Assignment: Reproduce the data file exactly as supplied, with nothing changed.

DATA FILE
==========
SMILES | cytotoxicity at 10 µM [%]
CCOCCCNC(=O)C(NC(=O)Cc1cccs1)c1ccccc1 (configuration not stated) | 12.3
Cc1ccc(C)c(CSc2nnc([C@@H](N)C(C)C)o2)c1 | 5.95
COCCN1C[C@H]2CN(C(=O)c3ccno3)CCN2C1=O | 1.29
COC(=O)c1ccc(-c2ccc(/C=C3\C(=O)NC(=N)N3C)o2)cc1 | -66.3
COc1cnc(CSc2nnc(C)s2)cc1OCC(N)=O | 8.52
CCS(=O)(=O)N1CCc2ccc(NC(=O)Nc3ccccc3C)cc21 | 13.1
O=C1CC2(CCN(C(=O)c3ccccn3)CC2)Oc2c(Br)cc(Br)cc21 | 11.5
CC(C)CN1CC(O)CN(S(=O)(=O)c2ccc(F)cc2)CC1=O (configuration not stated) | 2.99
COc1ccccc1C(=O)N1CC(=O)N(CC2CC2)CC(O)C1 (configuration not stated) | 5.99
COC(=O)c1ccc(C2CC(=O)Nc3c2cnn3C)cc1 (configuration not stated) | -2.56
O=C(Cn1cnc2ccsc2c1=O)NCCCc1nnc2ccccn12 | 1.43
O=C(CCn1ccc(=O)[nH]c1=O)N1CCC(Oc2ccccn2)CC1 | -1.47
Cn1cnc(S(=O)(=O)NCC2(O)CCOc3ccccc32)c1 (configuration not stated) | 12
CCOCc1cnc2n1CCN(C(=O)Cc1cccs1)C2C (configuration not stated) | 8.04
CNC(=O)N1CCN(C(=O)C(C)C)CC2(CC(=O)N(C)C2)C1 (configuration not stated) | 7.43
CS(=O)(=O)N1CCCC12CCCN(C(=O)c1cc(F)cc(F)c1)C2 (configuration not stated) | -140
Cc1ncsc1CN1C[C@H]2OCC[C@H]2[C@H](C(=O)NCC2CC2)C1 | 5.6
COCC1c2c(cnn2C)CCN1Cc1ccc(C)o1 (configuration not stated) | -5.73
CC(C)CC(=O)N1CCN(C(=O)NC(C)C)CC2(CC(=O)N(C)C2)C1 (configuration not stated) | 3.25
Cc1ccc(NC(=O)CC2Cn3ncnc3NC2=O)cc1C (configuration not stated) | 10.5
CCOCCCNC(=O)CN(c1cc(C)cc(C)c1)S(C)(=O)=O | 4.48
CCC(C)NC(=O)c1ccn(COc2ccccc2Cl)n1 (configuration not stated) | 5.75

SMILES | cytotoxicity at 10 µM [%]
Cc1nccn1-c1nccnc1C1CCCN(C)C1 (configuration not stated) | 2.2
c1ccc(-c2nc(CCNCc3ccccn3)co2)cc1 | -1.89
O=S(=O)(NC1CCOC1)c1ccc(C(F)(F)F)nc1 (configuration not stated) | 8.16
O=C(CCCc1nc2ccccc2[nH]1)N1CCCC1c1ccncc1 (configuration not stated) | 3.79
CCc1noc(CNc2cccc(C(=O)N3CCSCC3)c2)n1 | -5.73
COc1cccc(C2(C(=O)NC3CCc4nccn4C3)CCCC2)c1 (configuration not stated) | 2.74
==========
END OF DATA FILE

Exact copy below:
SMILES | cytotoxicity at 10 µM [%]
CCOCCCNC(=O)C(NC(=O)Cc1cccs1)c1ccccc1 (configuration not stated) | 12.3
Cc1ccc(C)c(CSc2nnc([C@@H](N)C(C)C)o2)c1 | 5.95
COCCN1C[C@H]2CN(C(=O)c3ccno3)CCN2C1=O | 1.29
COC(=O)c1ccc(-c2ccc(/C=C3\C(=O)NC(=N)N3C)o2)cc1 | -66.3
COc1cnc(CSc2nnc(C)s2)cc1OCC(N)=O | 8.52
CCS(=O)(=O)N1CCc2ccc(NC(=O)Nc3ccccc3C)cc21 | 13.1
O=C1CC2(CCN(C(=O)c3ccccn3)CC2)Oc2c(Br)cc(Br)cc21 | 11.5
CC(C)CN1CC(O)CN(S(=O)(=O)c2ccc(F)cc2)CC1=O (configuration not stated) | 2.99
COc1ccccc1C(=O)N1CC(=O)N(CC2CC2)CC(O)C1 (configuration not stated) | 5.99
COC(=O)c1ccc(C2CC(=O)Nc3c2cnn3C)cc1 (configuration not stated) | -2.56
O=C(Cn1cnc2ccsc2c1=O)NCCCc1nnc2ccccn12 | 1.43
O=C(CCn1ccc(=O)[nH]c1=O)N1CCC(Oc2ccccn2)CC1 | -1.47
Cn1cnc(S(=O)(=O)NCC2(O)CCOc3ccccc32)c1 (configuration not stated) | 12
CCOCc1cnc2n1CCN(C(=O)Cc1cccs1)C2C (configuration not stated) | 8.04
CNC(=O)N1CCN(C(=O)C(C)C)CC2(CC(=O)N(C)C2)C1 (configuration not stated) | 7.43
CS(=O)(=O)N1CCCC12CCCN(C(=O)c1cc(F)cc(F)c1)C2 (configuration not stated) | -140
Cc1ncsc1CN1C[C@H]2OCC[C@H]2[C@H](C(=O)NCC2CC2)C1 | 5.6
COCC1c2c(cnn2C)CCN1Cc1ccc(C)o1 (configuration not stated) | -5.73
CC(C)CC(=O)N1CCN(C(=O)NC(C)C)CC2(CC(=O)N(C)C2)C1 (configuration not stated) | 3.25
Cc1ccc(NC(=O)CC2Cn3ncnc3NC2=O)cc1C (configuration not stated) | 10.5
CCOCCCNC(=O)CN(c1cc(C)cc(C)c1)S(C)(=O)=O | 4.48
CCC(C)NC(=O)c1ccn(COc2ccccc2Cl)n1 (configuration not stated) | 5.75

SMILES | cytotoxicity at 10 µM [%]
Cc1nccn1-c1nccnc1C1CCCN(C)C1 (configuration not stated) | 2.2
c1ccc(-c2nc(CCNCc3ccccn3)co2)cc1 | -1.89
O=S(=O)(NC1CCOC1)c1ccc(C(F)(F)F)nc1 (configuration not stated) | 8.16
O=C(CCCc1nc2ccccc2[nH]1)N1CCCC1c1ccncc1 (configuration not stated) | 3.79
CCc1noc(CNc2cccc(C(=O)N3CCSCC3)c2)n1 | -5.73
COc1cccc(C2(C(=O)NC3CCc4nccn4C3)CCCC2)c1 (configuration not stated) | 2.74